Night lasts for days on planet Jannix, and in a city full of murderers, thugs, gangsters and con artists, no man can ever be sure he’ll see another dawn. So when private investigator Jack Tarelli is called to the home of an enigmatic billionaire just hours after an unspeakable murder, he knows a long, long night has only just begun.
Led on a chase into the shadowy underbelly of a city that never wakes, the hard-nosed and uncompromising Jack will stop at nothing to track down a deadly killer whose motives are shrouded in corruption, betrayal and deceit. But as connections to Jack’s own dark and mysterious past arise, it becomes clear that this is more than a search for answers; it’s a race against time.
Fools rush in where devils fear to tread.
Targeted Age Group:: 13 years and up
What Inspired You to Write Your Book?
I’ve always loved the hard-boiled mystery genre, especially the film noir of the 1940s and 50s. I wanted to write a science fiction story with the same sort of feel to it. The Night Also Rises takes place in a galaxy where biological evidence and genetic material are so easily fabricated that the science of criminal investigation has become unreliable. Most scientific evidence is no longer admissible in a court of law. As a result, detective work has taken a backwards leap, relying on logic, motive and deductive reasoning. The Night Also Rises takes the hardboiled detective of the 1940s and drops him into science fiction setting.
How Did You Come up With Your Characters?
For the title character of Jack Tarelli, I tried to imagine what a Humphrey Bogart-type detective character would be like in a futuristic setting. Like many such characters, Jack is a tough old cynic with a haunted past who expects the worst when called on to investigate the murder of Nathan Harland, the son of billionaire Rutherford Harland. (In fact, Chapter 1 of The Night Also Rises is an homage to the opening scene of The Big Sleep, the 1946 film starring Humphrey Bogart and Lauren Bacall.)
Standing atop a brass stepladder on rollers, licking her finger to flip through the pages of a book, is a dark-haired woman, mid-thirties, with lean calves peaking out from beneath a long skirt.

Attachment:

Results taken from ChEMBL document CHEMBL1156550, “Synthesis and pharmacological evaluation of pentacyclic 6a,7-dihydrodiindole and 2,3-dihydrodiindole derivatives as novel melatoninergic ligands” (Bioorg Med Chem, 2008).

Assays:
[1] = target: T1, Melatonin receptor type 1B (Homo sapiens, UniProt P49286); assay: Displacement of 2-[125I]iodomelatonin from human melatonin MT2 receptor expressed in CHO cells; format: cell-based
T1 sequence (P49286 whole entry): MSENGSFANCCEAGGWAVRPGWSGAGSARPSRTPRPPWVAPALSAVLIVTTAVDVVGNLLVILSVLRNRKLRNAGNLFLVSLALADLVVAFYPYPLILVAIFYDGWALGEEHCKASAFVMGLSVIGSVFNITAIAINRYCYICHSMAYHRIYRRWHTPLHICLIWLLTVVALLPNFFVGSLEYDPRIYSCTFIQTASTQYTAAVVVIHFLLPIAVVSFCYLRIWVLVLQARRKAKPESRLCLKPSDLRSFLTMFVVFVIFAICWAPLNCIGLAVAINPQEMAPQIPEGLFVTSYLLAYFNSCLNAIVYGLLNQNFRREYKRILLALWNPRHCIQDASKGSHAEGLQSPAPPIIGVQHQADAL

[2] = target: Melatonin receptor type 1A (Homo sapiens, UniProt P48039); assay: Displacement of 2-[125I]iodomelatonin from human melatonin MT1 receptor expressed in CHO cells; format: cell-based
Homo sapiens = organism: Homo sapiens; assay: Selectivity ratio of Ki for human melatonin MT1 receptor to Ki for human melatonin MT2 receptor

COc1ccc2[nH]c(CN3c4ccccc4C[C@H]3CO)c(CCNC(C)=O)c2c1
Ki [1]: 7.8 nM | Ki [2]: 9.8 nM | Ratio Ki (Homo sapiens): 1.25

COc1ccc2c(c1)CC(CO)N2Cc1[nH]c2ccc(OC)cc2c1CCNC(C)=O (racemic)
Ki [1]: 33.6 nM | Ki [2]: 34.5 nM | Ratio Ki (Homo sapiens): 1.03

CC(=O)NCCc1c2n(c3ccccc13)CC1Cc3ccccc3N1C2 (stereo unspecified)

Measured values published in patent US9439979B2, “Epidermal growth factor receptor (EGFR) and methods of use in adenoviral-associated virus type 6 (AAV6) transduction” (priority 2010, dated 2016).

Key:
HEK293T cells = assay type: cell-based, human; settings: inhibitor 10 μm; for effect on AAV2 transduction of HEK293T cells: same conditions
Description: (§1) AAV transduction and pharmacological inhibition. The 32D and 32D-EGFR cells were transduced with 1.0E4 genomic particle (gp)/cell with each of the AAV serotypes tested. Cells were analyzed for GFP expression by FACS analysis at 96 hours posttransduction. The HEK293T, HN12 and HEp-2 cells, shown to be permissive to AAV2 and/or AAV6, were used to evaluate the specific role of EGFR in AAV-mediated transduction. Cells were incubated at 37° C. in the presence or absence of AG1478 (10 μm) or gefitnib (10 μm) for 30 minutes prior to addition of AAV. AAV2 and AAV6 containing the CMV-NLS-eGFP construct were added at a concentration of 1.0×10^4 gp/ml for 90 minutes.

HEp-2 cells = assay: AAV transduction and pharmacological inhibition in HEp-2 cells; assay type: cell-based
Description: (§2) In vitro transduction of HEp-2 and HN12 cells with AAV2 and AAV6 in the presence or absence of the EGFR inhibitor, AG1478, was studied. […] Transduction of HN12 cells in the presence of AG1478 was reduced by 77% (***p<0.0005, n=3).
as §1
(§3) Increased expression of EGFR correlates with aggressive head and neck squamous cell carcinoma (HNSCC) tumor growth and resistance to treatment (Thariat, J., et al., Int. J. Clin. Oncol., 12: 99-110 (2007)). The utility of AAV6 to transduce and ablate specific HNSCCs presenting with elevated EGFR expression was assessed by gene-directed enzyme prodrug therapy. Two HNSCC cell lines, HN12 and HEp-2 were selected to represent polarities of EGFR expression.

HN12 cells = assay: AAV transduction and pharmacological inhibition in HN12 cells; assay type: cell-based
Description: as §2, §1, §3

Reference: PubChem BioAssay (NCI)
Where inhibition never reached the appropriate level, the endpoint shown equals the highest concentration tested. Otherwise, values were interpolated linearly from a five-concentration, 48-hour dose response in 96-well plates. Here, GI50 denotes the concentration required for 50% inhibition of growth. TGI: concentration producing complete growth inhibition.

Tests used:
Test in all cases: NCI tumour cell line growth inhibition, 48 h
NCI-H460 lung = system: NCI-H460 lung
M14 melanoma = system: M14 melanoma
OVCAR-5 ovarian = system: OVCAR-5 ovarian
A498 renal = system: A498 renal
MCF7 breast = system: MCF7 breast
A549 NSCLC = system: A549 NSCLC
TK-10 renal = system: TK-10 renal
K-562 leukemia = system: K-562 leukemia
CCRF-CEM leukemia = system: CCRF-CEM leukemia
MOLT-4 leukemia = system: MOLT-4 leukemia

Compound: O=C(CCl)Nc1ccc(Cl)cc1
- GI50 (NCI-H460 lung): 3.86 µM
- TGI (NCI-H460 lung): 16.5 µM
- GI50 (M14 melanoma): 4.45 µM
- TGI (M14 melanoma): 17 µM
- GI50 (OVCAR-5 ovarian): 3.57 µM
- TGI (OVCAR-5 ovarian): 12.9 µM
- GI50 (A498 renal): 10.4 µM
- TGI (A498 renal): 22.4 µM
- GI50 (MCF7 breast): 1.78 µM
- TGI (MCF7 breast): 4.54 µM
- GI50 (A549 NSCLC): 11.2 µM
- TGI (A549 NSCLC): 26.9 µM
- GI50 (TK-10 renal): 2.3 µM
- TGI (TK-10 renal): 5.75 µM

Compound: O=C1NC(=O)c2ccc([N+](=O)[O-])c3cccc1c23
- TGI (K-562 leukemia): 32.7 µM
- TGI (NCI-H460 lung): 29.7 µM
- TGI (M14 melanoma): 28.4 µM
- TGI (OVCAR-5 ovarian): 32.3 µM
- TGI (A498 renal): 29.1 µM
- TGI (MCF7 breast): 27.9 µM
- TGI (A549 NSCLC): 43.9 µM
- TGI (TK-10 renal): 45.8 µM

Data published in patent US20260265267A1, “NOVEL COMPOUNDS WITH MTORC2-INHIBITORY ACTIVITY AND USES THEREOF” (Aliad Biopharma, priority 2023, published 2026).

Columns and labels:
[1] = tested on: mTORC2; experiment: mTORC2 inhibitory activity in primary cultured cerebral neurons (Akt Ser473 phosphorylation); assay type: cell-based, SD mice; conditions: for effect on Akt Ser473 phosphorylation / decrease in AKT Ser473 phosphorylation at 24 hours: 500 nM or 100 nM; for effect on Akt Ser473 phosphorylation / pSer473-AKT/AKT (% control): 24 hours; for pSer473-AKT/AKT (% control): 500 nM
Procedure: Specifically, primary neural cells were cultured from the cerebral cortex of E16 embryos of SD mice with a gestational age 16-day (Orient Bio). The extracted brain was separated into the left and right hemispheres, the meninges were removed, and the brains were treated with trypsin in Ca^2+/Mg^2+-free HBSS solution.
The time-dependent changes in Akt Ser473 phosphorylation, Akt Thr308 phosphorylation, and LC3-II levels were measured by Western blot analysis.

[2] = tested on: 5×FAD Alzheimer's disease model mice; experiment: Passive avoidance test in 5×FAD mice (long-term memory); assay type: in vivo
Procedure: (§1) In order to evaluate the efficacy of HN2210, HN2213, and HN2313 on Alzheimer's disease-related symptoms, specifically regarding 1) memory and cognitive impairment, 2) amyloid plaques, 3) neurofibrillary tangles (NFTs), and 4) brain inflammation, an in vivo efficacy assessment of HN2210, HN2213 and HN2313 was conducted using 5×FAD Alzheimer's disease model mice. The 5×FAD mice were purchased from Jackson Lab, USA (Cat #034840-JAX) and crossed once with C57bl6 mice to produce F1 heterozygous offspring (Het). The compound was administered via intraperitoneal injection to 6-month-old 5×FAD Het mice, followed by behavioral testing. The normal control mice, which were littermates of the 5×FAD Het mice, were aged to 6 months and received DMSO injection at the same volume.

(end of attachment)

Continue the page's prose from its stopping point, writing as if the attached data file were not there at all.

Behind me, Hennessey announces, “Mr. Jack Tarelli to see you, Mrs. Reed.”
“Of course,” she says. “Leave us.”
“Very good, Madame. And how do you take your scotch, Sir?”
“In a glass,” I answer. “No ice.”
As Hennessey hustles off in that straight-backed march of his, Mrs. Reed starts down the ladder.
“Your family seems to like high places,” I say. I reach up to remove my hat, find it missing, and instead just scratch my head. “I’m afraid I didn’t know your drink, Miss…?”
“Mrs. Reed,” she says. “But Yvonne will do. Hennessey knows my drink. You certainly are tall, Mr. Tarelli.”
She’s got a singer’s voice: pleasant and husky. In a move that surprises me, she hops off the ladder still three rungs up, and her heels clack against the hardwood floor as she sticks the landing on sure feet. Her blouse is open at the top, showing her collarbones. Eyes like her father’s, yet somehow entirely different. Fair skin. Red lips, upturned in a sly grin. Expensive makeup—a little much, for my tastes, but a lot of men like that. Her dark hair rests on her shoulders, and I wonder what it feels like.
“He’s very lifelike,” I say.
Her grin doesn’t falter, but I can tell it catches her off guard. “What do you mean?”
“Hennessey. Practically human in every way.”
She tilts her head a little. “What gave him away?”
“Well, he’s not much for small-talk,” I say, and I leave it at that.
It’s true he’s no conversationalist, but what really gave Hennessey away were his eyes. No matter how nearly perfect the simulation—skin, hair, vocal nuances, personality traits—you can always tell a bot by the eyes. They can be made to look quite real. Even the algorithm that controls their blinking is flawless, attuned to biological standards and automatically adjusting to conditions like light and humidity. The same goes for pupil dilation. What gives it all away is eye contact.
Eye contact is just too natural in humans to be successfully simulated in bots. It’s controlled by situational cues, prior individual experience, anxiety, awkwardness… The sorts of things machines don’t have or feel. And unlike us, their peripheral vision is perfect. They don’t need to look directly at something to see it clearly, as a biological eye does. Poor emulation causes bots to either roam the room with their eyes, seemingly at random, or never break eye contact at all.
“As you can imagine, it’s difficult for my father to trust hired help,” says Yvonne Reed, placing special disdain on the word, hired. “Bots are more trustworthy. One hundred percent loyal.”
“A knife is loyal, too,” I say. “But you can still cut yourself with one.”
About the Author:
Corey (C.B.) McCullough is a freelance writer and self-published author. He lives in the northeastern United States with his beautiful wife and a small menagerie of pets. He does most of his writing in a little house in the woods. C.B.’s resume includes copywriting, editing, proofreading, ghostwriting, and digging up artifacts as an archaeological technician.
Books by C.B. McCullough:
The Fallen Odyssey (2013)
The Night Also Rises (2013)
The Fallen Aeneid: The Fallen Odyssey, Book 2 (2014)
Links to Purchase Print Books
Link to Buy The Night Also Rises Print Edition at Amazon
Link to The Night Also Rises Print book for sale via at CreateSpace
Links to Purchase eBooks
Link To Buy The Night Also Rises On Amazon
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